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The ban on abortion in Texas has thrust people in that state into a situation that’s already familiar to many in other parts of the Americas. As sociologist Naomi Braine writes, in Latin American and around the world, communities have banded together to help each other with abortion care even when it’s against the law.

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Braine notes that self-managed abortion has a long history, including in the U.S. In the 1960s and ‘70s, the feminist health movement taught women to use a vacuum aspiration technique known as “menstrual extraction” to perform abortions without the help of health professionals. Since then, medical abortion techniques using the medications mifepristone and misoprostol have made self-managed abortion more accessible.

In the 1990s, people in Brazil—where abortion was, and remains, illegal under most circumstances—began using misoprostol in large enough numbers to reduce the number of complications from unsafe illicit surgical abortions. But it could be difficult to get reliable instructions for how to use the drug. In 2008, a collective in Ecuador created a hotline to share information about how to use medication for first-trimester abortion. This idea spread to other Latin American countries, as well as Indonesia, Poland, Thailand and several African countries. Feminist organizations also began posting information about how to obtain and use the drugs on the internet.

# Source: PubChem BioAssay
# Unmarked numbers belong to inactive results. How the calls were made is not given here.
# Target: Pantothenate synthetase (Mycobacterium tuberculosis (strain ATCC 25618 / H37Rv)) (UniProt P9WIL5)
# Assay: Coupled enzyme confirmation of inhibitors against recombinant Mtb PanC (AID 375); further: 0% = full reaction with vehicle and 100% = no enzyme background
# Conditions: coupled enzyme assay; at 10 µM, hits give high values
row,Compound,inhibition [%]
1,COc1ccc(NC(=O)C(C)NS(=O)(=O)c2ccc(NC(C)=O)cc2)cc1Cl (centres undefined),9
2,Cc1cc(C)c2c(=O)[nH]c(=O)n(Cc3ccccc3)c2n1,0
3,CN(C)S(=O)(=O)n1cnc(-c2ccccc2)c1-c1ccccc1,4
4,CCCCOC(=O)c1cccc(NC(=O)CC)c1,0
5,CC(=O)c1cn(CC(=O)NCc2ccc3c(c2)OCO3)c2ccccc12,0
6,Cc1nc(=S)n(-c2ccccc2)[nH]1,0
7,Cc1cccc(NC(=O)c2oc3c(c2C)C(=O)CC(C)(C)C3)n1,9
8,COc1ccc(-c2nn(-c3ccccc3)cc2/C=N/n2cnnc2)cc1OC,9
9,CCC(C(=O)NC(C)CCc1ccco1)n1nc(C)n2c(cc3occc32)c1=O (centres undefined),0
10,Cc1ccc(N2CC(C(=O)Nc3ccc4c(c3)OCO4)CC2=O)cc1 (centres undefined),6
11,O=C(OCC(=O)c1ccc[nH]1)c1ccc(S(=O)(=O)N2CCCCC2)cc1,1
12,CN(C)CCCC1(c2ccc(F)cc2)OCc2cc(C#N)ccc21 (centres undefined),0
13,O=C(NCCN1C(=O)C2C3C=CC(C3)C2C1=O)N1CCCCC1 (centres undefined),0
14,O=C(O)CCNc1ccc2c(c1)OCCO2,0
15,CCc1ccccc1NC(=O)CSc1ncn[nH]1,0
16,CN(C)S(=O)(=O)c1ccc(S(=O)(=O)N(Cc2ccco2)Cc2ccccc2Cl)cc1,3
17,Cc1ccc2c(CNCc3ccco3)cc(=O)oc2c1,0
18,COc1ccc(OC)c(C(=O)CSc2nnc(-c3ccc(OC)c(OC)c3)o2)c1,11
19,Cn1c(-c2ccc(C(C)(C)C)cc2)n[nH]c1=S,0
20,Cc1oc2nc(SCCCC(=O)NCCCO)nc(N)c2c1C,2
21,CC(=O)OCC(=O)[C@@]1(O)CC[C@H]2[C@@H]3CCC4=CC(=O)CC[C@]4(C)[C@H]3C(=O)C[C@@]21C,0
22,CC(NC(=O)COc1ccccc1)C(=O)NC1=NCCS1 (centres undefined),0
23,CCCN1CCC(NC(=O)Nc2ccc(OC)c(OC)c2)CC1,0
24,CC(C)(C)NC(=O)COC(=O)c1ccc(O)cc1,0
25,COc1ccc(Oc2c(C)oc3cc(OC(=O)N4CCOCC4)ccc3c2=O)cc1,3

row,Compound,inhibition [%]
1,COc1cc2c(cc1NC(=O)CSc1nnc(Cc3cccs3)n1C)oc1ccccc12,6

Braine likens the projects supporting self-managed abortion to the harm reduction movement that emerged among U.S. users of illicit drugs and their allies in the 1980s and ‘90s. Faced with the threat of HIV/AIDS and carceral crackdowns on drug users, activists created needle exchanges. Later, some of the same local people and groups began distributing the overdose reversal drug naloxone to drug users and community members.

Both people seeking abortions and drug users are often heavily stigmatized and criminalized. Both health issues are also relevant to specific social movements, which have provided a context and resources for developing a community-based response. In the case of harm reduction, this was militant AIDS activist groups. With self-managed abortion, it was feminist organizations.

The harm reduction and self-managed abortion movements may not look explicitly political since they don’t necessarily involve efforts to change the law or shift public opinion. But Braine argues that these autonomous health movements complement other activist work.

“While policy change and destigmatization are vital, they are generally long term projects that do not immediately reduce health risks or enhance autonomy,” she writes.

Braine writes that both movements demedicalize care, empowering marginalized people. Self-managed abortion “positions women as persons with the knowledge and authority to make decisions about their own bodies, sexuality, and reproduction, which continues to be a contested claim even in contexts where abortion is legal,” she writes.

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Health and Human Rights, Vol. 22, No. 2, SPECIAL SECTION: Big Data, Technology, Artificial Intelligence and the Right to Health (DECEMBER 2020), pp. 85-98
The President and Fellows of Harvard College on behalf of Harvard School of Public Health/François-Xavier Bagnoud Center for Health and Human Rights